The car sleep
I think most parents have done it; whether it's a baby who just won't sleep, or a preschooler who is a bit grumpy and unwell, sometimes the easiest thing to do is to bung them in their car seat and go for a drive.
If you're not afflicted with a car-seat-hating baby (and my absolute sympathies go to those who have to endure endless shrieking with every car trip), the movement generally helps to tip them over the edge into much-needed slumber.
My eldest son was a difficult baby to settle. Somewhere around the point where I started to wonder if it was possible to die from exhaustion (and sort of wishing I would), we tried the car trick.
We were living in a shearer's cottage at the time, so hubby drove around and around and around the shed in the middle of the paddock. It took less than 10 minutes and he was asleep, a vast improvement on the four to six hours of rocking, patting, feeding, shhhing, singing, sighing, bouncing and weeping that had shaped most of our evenings. (Of course, as was our experience whenever we felt as though we'd hit upon something that helped, it only worked once.)
A friend told us how at 3am one night, desperate to get the baby to sleep, he took their baby for a drive. He got as far as town before he realised that they didn't have enough petrol to get home again. He parked on the forecourt of the local petrol station and both he and the baby slept in the car until 6am (when the petrol station opened).
When they were little, the twins often fell asleep on the way home from Playcentre. Occasionally I'd risk transferring them inside. I was often tempted to just put my seat back and have a snooze along with them. Sometimes, I'd park in the shady driveway, wind all the windows down, fetch a picnic blanket and a book, and lie on the sunny lawn next to the car.
I still employ the car sleep trick occasionally with Finn and Vieve. At three, they've sadly dropped their afternoon nap, but the last two weeks have been a rotating schedule of snotty noses and coughs. We're all sick and exhausted. Few things are as frustrating - and frustrated - at 3am as a thumb-sucker with a blocked nose!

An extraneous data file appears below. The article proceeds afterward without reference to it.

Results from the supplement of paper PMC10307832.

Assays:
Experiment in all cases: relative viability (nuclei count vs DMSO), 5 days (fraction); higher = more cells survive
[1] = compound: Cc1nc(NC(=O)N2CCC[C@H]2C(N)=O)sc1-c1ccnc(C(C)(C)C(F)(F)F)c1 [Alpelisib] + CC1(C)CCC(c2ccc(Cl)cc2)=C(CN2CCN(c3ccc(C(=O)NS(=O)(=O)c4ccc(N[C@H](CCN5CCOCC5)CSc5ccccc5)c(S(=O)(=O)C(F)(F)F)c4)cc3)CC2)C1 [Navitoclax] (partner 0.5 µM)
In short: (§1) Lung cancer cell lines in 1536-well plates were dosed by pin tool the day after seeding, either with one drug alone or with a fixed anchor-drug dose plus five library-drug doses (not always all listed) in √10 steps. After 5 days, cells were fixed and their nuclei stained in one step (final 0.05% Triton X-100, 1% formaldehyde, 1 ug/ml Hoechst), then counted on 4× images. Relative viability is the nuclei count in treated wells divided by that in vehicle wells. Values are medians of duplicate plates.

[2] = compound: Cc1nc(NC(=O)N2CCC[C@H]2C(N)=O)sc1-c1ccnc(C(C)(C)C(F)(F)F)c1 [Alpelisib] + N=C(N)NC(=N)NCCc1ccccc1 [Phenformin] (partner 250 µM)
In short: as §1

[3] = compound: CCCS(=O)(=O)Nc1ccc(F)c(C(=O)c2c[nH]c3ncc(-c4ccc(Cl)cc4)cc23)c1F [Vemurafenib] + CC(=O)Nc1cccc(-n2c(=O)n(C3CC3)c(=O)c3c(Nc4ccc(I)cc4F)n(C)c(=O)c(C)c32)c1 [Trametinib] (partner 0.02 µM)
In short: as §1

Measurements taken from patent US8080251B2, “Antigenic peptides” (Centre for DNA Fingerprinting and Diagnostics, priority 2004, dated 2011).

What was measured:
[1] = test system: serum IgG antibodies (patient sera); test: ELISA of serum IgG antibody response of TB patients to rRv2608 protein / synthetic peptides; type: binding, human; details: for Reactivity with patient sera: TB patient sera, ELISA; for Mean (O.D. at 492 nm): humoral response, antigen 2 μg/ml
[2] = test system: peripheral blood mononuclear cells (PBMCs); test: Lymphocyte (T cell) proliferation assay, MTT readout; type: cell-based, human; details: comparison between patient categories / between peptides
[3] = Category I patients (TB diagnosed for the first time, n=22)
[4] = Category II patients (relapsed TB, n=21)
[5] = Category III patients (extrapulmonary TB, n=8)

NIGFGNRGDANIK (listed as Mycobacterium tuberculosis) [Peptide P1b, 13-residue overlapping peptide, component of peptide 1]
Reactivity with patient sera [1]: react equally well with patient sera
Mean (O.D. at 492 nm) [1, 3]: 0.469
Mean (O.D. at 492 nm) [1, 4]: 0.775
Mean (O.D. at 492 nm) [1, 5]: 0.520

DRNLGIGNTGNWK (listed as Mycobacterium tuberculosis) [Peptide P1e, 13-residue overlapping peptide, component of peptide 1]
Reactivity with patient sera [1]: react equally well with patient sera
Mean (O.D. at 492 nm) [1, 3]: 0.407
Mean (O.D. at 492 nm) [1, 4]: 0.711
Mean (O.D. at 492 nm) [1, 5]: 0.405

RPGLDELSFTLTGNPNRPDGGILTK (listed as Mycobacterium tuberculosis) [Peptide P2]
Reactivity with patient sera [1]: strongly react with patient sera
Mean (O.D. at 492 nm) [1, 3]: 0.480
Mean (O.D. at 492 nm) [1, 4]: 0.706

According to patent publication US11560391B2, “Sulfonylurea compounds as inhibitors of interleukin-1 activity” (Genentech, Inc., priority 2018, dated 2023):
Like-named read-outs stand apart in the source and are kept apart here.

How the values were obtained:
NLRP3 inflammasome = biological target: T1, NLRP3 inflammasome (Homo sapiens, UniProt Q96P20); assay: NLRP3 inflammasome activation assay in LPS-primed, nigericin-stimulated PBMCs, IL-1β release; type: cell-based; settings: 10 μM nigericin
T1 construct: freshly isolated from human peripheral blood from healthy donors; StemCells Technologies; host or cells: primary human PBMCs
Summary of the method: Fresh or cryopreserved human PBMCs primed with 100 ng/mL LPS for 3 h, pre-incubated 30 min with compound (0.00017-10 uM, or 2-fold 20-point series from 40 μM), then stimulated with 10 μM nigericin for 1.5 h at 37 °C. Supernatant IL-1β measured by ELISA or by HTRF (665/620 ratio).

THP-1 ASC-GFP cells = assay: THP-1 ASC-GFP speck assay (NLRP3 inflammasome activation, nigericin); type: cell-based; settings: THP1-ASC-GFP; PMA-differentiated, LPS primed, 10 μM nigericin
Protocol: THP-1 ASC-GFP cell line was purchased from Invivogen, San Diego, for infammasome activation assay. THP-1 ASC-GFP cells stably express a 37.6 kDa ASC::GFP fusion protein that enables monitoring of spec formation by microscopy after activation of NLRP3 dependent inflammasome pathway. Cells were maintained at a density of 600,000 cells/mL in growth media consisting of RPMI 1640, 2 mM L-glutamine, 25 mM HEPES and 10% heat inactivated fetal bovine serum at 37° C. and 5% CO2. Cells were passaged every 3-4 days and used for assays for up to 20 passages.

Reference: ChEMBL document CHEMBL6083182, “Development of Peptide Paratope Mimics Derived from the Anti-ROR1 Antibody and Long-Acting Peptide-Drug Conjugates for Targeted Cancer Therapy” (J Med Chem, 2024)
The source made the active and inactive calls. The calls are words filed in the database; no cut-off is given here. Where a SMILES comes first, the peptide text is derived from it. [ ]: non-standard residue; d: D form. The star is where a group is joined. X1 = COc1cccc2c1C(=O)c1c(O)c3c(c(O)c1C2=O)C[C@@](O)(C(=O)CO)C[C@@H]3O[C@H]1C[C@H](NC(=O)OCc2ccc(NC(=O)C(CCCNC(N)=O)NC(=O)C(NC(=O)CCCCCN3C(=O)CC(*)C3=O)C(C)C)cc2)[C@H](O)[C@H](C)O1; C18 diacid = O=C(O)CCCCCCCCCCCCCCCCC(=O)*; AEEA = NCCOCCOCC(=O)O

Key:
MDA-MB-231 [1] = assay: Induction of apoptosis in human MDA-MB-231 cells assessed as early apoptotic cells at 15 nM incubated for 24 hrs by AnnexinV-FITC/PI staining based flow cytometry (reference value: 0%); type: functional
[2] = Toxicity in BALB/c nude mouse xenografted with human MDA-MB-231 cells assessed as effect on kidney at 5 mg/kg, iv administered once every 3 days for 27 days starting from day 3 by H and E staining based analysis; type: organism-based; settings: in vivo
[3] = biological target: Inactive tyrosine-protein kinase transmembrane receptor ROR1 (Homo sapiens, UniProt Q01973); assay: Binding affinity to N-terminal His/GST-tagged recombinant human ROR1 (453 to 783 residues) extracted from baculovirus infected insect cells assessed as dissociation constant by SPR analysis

So a necessary 45-minute drive (each way) to pick up my eldest gave them a good opportunity to catch a little kip and hopefully chase away the grizzly grumbles. I changed the CD from the usual (my kids are big fans of The Living End, or perhaps they're big fans of the way I make a fool of myself singing along (OI!)) to something more soothing, crossed my fingers and hoped.
Nope. They were both still awake when we got there, though when we went to get Xander, Finn lay on the footpath and said "I too tired for walking."
They stayed awake all the way home, too... except for the last three minutes. Typical.
I quickly reviewed my options. We could just go home, but there's something about the familiar bump-bump of the driveway that always wakes Finn. Three minutes of sleep was just enough to bring catastrophe down upon us, as his cries would then wake Vieve.
I could have kept driving for a while, but I'm conscious of petrol costs.
In the end, my hungry tummy decided the plan. I had $1.60 in my wallet, the exact cost of a soft-serve cone for Xander and a small fries for me. The twins were asleep; it'd be the cheapest McD's visit ever! I gleefully pulled into the drive-thru and placed our minuscule order.
In the fragment of time between paying and collecting our food, Finn woke up.
I really wished I'd just gone home. Three-minutes-of-sleep tears couldn't possibly be worse than seven-minutes'-sleep-and-I-have-no-ice-cream tears!
Have you ever used driving to get your kids to sleep? What do you do once they are asleep?
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